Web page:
- Donor commitment heading towards €1 billion for the response to the war
- Funding will be deployed alongside the Bank’s own resources
- Governors also approve in principle expansion to Sub-Saharan Africa and Iraq
The European Bank for Reconstruction and Development (EBRD) has received commitments heading towards €1 billion in donor funds to support its response to the war on Ukraine.
These funds, some of which are subject to national approval processes, will be used alongside the Bank’s own to help infrastructures and companies in Ukraine and other affected countries deal with the consequences of the Russian-led invasion.
The Bank’s Governors – who represent its 73 shareholders – expressed their solidarity with Ukraine and signalled their strong support for the EBRD’s efforts to respond to the crisis.
They also asked the Bank to be ready to play an active part in the country’s reconstruction in the future.
Work in Ukraine is already underway. Yesterday the Bank signed a deal to support Ukraine’s electricity transmission company, Ukrenergo, with strong backing from EU guarantees. Today the EBRD signed another deal to underpin food security, enabling Ukrainian agribusinesses to access funding facilities they urgently need.
The EBRD has pledged to invest an initial €1 billion this year in support of the Ukrainian economy, which will be a mix of donor and the Bank’s own funding.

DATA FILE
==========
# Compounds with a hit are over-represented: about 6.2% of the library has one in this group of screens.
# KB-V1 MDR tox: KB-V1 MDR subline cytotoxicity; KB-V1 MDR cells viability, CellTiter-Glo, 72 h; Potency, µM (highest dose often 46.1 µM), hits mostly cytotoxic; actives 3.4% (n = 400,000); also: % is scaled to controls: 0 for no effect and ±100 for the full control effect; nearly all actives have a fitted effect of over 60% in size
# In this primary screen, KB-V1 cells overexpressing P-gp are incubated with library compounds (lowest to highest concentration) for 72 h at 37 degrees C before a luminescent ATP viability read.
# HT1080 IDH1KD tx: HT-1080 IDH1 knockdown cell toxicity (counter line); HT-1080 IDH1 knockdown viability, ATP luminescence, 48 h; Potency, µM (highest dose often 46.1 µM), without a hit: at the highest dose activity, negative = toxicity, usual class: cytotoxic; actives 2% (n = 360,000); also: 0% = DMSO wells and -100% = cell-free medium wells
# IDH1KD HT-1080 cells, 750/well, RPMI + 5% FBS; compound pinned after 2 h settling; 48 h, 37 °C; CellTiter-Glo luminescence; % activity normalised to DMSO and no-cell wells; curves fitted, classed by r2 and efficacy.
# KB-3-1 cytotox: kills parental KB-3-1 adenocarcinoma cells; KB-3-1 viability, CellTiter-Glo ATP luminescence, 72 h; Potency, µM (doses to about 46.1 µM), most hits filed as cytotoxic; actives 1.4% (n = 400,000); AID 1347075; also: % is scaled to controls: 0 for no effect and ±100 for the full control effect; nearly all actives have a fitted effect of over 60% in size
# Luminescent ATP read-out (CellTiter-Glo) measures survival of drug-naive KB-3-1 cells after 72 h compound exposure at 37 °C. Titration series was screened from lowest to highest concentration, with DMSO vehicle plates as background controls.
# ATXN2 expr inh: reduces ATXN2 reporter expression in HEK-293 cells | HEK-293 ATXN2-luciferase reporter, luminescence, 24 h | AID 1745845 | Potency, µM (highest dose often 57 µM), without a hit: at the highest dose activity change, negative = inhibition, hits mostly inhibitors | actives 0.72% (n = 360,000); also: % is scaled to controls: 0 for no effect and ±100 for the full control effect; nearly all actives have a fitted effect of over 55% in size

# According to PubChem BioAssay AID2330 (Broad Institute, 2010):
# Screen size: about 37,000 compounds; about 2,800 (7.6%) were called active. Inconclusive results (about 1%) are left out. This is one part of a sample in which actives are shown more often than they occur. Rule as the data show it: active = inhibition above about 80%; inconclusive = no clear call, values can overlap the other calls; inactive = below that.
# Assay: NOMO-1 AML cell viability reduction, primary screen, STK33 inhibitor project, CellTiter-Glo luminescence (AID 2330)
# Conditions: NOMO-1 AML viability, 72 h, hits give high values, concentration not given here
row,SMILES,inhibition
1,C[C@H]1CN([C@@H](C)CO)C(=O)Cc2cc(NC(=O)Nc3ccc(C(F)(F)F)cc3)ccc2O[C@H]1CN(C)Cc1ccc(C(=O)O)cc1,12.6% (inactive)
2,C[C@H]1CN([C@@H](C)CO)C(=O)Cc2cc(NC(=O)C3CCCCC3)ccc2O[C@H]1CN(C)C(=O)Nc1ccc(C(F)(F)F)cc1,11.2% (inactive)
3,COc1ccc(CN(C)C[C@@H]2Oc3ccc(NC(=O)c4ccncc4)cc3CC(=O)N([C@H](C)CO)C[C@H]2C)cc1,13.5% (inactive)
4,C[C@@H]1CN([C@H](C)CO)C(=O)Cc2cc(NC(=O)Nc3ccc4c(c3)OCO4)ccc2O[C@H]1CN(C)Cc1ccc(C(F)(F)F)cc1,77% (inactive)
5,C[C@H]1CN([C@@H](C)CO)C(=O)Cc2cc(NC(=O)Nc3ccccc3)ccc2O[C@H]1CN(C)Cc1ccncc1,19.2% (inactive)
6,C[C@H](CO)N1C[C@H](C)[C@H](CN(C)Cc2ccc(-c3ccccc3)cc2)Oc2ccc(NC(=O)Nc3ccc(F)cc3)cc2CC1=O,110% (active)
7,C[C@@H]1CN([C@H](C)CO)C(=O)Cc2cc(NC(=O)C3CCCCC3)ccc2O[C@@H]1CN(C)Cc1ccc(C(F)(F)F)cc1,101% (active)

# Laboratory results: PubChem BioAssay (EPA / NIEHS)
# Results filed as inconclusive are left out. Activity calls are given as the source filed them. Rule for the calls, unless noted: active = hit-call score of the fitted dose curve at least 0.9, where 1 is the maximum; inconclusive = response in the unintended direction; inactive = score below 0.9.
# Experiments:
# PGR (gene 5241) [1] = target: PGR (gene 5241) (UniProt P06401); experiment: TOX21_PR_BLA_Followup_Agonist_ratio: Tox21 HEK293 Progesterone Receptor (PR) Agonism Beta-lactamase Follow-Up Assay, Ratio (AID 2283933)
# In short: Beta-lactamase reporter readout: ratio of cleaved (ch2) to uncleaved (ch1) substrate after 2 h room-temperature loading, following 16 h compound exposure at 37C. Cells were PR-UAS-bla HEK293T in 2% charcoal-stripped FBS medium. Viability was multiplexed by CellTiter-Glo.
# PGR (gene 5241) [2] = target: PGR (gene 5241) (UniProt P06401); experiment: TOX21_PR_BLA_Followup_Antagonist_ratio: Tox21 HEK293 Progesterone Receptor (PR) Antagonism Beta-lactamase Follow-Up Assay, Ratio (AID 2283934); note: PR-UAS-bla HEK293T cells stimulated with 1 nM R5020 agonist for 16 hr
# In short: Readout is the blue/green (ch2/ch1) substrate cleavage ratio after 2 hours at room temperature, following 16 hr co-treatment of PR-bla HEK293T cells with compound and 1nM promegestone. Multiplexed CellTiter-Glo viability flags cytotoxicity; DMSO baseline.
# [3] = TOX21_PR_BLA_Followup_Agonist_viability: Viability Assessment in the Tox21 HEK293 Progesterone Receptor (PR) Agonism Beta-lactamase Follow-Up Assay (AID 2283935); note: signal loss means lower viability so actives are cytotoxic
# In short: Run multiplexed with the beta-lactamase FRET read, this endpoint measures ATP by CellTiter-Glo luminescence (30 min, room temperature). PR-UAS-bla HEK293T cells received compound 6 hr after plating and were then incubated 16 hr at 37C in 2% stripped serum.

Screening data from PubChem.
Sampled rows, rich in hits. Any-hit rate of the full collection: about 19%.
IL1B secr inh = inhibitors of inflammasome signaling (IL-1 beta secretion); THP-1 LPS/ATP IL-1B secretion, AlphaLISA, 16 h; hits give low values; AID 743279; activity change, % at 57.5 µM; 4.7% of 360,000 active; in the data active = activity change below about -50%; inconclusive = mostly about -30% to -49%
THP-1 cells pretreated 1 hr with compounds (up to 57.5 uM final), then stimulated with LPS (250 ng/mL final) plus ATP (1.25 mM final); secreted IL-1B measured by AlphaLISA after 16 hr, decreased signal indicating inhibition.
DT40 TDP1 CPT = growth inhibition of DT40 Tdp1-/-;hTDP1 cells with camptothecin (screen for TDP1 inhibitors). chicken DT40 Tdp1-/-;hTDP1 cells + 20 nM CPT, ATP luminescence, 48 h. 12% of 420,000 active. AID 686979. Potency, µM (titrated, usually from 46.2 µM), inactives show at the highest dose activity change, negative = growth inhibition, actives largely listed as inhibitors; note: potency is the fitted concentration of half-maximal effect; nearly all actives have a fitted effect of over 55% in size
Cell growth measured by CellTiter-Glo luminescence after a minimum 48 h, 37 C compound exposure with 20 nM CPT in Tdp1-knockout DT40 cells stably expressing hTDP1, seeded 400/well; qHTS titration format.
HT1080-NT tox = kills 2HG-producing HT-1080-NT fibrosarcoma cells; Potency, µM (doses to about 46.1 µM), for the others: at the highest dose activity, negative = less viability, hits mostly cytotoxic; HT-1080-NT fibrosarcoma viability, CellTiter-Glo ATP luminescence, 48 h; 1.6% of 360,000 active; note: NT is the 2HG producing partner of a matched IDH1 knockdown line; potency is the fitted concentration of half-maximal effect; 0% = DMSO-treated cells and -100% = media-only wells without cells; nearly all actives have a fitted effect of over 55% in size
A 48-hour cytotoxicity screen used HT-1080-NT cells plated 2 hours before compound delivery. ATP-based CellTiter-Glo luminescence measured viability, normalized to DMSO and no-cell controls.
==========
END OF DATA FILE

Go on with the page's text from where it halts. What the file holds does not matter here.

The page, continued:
A second resolution approved at the Annual Meeting backed in principle the Bank’s proposed expansion of activities into sub-Saharan Africa and Iraq.
This will not happen yet, because the Bank will be focusing intensively on helping in Ukraine and other countries affected by the war, and will lead to further discussions with its shareholders about the implementation of this decision.
This was the first Annual Meeting to be held in person since 2019, and the first to take place on the African continent.
More than 1,500 delegates attended and took part in discussions highlighting the Bank’s work in 38 economies, and in priority areas such as climate change mitigation, equality of opportunity, and the shift to digital.
It took place against the economic backdrop of rising prices, supply chain problems, concerns about energy and food security, and with the effects of the Covid pandemic still being felt. The EBRD’s latest economic forecasts published earlier this week showed a marked down in growth forecasts, largely as the knock-on consequence of the war on Ukraine, since the previous projections released at the end of March.
The Bank has a strong track record of dealing with crises in its countries, and was the first international institution to announce a Resilience Package for Ukraine.
EBRD President Odile Renaud-Basso said: “We have a clear strategy for our response to Ukraine, and it is already being implemented. I am very grateful for the support from our shareholders, and the donor funds will enable us to deliver impact in Ukraine in 2022 and beyond.
“Because of the war we are being asked to provide more support in areas like working capital and emergency funding, and we are adapting very quickly to the changing needs.
“As for the future reconstruction, the EBRD will have a very important role to play as the largest institutional investor in the country. We will be ready for this when the time comes.”